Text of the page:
By Roula Khalaf in Beirut and Mark Turner at the United Nations, Published: August 27 2006 18:33 | Last updated: August 27 2006 18:33, The Lebanese government will on Monday press Kofi Annan, UN secretary-general, for a lifting of the Israeli air and sea blockade and appeal for international help to persuade Israel to withdraw from a disputed border area.Mr Annan arrives in Beirut on the first leg of a high-stakes Middle East tour in which he will face a dizzying array of conflicting agendas and entrenched demands.

Bringing all the parties with interests in Lebanon around a common goal will prove a struggle. His hope of also reinvigorating the broader Arab-Israeli peace process could prove one of the toughest challenges of his chequered career. The trip, which includes Israel, leading Arab states, as well as stops in Syria and Iran, comes ahead of his report to the Security Council on the implementation of the two-week-old UN ceasefire resolution that ended the fighting between Israel and Lebanon

Mr Annan’s task was made slightly easier by progress on the international force, with European governments on Friday pledging up to 7,000 troops for an expanded peacekeeping operation in southern Lebanon, which should allow for the withdrawal of Israeli troops.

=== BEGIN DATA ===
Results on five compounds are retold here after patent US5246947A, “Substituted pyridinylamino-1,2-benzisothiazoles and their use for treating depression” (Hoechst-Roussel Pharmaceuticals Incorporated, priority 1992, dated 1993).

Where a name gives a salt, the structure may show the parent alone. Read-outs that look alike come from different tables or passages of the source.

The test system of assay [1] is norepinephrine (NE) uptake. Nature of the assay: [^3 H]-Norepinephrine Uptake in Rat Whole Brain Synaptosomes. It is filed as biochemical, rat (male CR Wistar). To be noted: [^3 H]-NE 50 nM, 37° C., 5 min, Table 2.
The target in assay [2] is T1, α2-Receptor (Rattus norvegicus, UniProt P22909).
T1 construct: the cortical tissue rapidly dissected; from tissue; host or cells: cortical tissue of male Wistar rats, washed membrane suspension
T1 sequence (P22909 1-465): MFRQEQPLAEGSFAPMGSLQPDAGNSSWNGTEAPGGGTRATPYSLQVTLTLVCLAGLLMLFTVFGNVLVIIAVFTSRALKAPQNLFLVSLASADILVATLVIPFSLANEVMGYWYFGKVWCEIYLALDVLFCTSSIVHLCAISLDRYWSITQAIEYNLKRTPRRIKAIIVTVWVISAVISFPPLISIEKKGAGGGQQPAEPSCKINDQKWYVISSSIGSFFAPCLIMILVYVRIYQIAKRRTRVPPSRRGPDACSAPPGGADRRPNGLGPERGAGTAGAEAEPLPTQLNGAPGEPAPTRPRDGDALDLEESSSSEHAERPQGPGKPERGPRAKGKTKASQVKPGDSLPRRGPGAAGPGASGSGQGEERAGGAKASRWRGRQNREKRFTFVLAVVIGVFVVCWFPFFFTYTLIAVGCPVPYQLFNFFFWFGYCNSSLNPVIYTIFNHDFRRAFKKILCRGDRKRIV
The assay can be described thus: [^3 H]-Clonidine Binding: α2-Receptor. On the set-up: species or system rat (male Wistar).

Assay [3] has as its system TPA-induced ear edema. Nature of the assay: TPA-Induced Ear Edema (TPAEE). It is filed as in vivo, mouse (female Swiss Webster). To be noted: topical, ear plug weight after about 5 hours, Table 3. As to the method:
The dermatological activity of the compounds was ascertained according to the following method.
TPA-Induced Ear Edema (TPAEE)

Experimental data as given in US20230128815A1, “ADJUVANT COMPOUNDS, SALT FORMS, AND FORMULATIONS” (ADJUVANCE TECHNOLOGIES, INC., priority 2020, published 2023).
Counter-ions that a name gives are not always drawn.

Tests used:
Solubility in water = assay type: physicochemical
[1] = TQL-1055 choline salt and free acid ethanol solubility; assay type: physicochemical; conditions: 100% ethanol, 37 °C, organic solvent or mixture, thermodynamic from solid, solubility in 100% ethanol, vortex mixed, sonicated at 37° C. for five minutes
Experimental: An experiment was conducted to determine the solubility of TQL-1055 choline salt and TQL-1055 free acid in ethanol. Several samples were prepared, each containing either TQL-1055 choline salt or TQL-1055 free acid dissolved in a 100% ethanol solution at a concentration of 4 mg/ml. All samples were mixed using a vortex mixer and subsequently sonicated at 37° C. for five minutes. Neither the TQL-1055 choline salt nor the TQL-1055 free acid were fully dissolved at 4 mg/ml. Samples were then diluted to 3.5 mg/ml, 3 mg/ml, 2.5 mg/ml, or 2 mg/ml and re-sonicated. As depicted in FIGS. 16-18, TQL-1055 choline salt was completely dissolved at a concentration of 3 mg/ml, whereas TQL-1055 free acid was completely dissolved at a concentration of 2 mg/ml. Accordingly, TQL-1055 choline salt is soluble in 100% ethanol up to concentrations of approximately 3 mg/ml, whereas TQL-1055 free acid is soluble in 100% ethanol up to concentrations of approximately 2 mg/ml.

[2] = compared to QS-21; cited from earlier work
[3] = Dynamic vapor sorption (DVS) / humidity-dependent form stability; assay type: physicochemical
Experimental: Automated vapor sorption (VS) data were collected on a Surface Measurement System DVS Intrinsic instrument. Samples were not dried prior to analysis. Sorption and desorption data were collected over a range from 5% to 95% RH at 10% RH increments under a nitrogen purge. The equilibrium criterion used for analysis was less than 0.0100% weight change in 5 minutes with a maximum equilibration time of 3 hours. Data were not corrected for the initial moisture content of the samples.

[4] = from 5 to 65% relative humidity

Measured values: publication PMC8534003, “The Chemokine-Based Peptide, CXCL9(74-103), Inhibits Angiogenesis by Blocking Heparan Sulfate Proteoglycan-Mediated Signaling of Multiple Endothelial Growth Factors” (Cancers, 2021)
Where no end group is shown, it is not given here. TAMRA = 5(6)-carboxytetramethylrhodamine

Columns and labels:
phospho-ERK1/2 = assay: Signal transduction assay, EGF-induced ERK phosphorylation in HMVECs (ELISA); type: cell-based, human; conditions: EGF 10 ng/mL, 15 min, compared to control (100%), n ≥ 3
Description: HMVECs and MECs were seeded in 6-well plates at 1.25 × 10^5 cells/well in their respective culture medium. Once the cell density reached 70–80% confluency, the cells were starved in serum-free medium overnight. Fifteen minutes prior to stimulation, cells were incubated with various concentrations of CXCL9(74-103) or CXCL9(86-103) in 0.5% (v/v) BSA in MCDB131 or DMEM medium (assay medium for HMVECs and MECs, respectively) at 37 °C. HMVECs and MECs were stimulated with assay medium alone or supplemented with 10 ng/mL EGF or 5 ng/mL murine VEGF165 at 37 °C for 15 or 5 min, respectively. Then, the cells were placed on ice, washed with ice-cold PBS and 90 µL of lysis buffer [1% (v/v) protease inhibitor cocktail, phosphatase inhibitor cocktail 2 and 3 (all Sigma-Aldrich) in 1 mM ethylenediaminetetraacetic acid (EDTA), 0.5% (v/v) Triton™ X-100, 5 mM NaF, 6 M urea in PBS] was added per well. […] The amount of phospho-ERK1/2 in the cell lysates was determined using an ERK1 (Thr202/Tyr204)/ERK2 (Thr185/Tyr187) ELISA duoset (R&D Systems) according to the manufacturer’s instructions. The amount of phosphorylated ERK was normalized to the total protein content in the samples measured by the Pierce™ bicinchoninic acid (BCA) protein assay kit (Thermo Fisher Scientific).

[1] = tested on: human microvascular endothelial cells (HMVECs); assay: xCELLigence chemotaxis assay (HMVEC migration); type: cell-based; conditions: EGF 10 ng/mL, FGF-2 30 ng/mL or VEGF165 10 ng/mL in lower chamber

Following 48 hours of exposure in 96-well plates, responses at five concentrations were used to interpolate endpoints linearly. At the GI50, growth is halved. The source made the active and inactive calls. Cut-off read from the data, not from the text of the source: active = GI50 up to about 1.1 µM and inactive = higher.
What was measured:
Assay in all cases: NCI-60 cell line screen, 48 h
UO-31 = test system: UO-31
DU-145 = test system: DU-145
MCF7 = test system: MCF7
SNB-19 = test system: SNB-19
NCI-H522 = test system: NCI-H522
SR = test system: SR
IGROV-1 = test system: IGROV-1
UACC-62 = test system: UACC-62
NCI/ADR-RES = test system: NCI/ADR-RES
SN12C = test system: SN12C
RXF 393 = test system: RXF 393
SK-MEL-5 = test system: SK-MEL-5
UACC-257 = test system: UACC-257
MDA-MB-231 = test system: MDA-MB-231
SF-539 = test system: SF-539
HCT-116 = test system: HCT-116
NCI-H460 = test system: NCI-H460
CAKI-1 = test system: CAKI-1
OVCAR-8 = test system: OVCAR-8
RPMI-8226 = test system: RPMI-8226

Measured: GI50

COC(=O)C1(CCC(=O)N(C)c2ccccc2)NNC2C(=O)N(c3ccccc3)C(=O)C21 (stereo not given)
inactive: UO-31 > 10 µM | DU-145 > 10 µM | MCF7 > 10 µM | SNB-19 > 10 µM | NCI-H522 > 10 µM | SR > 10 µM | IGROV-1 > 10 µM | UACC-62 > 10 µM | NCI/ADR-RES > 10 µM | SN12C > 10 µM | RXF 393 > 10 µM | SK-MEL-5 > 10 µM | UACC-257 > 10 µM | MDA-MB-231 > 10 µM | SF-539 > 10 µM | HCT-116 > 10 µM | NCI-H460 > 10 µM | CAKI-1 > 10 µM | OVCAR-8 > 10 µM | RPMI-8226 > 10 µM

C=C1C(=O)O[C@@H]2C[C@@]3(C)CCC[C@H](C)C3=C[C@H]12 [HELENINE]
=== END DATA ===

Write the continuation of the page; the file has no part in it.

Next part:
But officials in Beirut said Israel’s continued blockade of the airport and ports was reinforcing an atmosphere of instability and undercutting a government that has to negotiate every step of the ceasefire resolution with Hizbollah.

Mr Annan’s talks in Beirut are likely to cover the government’s compromise with Hizbollah over the southern demilitarised zone, where the militant group has agreed to conceal its weapons but not to disarm.

Lebanese officials said a crucial Lebanese wish is an Israeli withdrawal from the Shebaa Farms, a border strip that Israel says belongs to Syria, not Lebanon. But Mr Annan will face stiff opposition to a withdrawal from an Israeli government that insists leaving Shebaa would reward Hizbollah.

But officials in Beirut argue regaining control over Shebaa would remove a key justification for the existence of Hizbollah’s military wing and bolster government efforts to gradually absorb the group into the Lebanese army.

Mr Annan’s stops in Damascus and Tehran, Hizbollah’s two outside backers, underline his recognition that stability in Lebanon requires their co-operation.

But in both capitals he is likely to hear denials of involvement in weapons supplies to Hizbollah. In Syria, he will also hear appeals for a resumption of Syrian-Israeli peace talks amid hopes in Damascus that the Lebanon conflict will help it regain the Golan Heights, occupied by Israel in the 1967 Middle East war.

Additional reporting by Gareth Smyth in Tehran